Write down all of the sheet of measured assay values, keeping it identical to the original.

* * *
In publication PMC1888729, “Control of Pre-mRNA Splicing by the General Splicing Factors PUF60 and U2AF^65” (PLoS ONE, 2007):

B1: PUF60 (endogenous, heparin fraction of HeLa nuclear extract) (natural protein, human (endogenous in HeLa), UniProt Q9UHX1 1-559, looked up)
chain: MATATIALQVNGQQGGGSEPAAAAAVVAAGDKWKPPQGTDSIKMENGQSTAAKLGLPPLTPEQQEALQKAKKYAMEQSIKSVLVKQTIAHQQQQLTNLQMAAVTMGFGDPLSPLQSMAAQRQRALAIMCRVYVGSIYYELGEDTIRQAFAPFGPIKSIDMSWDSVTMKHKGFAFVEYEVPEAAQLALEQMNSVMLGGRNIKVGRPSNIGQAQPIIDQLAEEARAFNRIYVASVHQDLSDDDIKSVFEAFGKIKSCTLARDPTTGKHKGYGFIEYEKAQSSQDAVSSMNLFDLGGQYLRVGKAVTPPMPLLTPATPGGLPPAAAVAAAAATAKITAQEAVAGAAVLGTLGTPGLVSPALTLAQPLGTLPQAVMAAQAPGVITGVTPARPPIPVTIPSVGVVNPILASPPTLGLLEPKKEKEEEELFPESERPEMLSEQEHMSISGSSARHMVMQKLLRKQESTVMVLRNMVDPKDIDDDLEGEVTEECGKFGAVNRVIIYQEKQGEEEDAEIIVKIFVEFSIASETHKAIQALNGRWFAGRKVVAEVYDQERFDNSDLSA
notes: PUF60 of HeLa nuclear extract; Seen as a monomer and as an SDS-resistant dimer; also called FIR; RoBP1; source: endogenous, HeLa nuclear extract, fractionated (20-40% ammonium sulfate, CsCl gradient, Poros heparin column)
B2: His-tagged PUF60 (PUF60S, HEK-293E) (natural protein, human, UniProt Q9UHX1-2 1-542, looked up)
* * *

In publication PMC1888729, “Control of Pre-mRNA Splicing by the General Splicing Factors PUF60 and U2AF^65” (PLoS ONE, 2007):

B1: PUF60 (endogenous, heparin fraction of HeLa nuclear extract) (natural protein, human (endogenous in HeLa), UniProt Q9UHX1 1-559, looked up)
chain: MATATIALQVNGQQGGGSEPAAAAAVVAAGDKWKPPQGTDSIKMENGQSTAAKLGLPPLTPEQQEALQKAKKYAMEQSIKSVLVKQTIAHQQQQLTNLQMAAVTMGFGDPLSPLQSMAAQRQRALAIMCRVYVGSIYYELGEDTIRQAFAPFGPIKSIDMSWDSVTMKHKGFAFVEYEVPEAAQLALEQMNSVMLGGRNIKVGRPSNIGQAQPIIDQLAEEARAFNRIYVASVHQDLSDDDIKSVFEAFGKIKSCTLARDPTTGKHKGYGFIEYEKAQSSQDAVSSMNLFDLGGQYLRVGKAVTPPMPLLTPATPGGLPPAAAVAAAAATAKITAQEAVAGAAVLGTLGTPGLVSPALTLAQPLGTLPQAVMAAQAPGVITGVTPARPPIPVTIPSVGVVNPILASPPTLGLLEPKKEKEEEELFPESERPEMLSEQEHMSISGSSARHMVMQKLLRKQESTVMVLRNMVDPKDIDDDLEGEVTEECGKFGAVNRVIIYQEKQGEEEDAEIIVKIFVEFSIASETHKAIQALNGRWFAGRKVVAEVYDQERFDNSDLSA
notes: PUF60 of HeLa nuclear extract; Seen as a monomer and as an SDS-resistant dimer; also called FIR; RoBP1; source: endogenous, HeLa nuclear extract, fractionated (20-40% ammonium sulfate, CsCl gradient, Poros heparin column)
B2: His-tagged PUF60 (PUF60S, HEK-293E) (natural protein, human, UniProt Q9UHX1-2 1-542, looked up)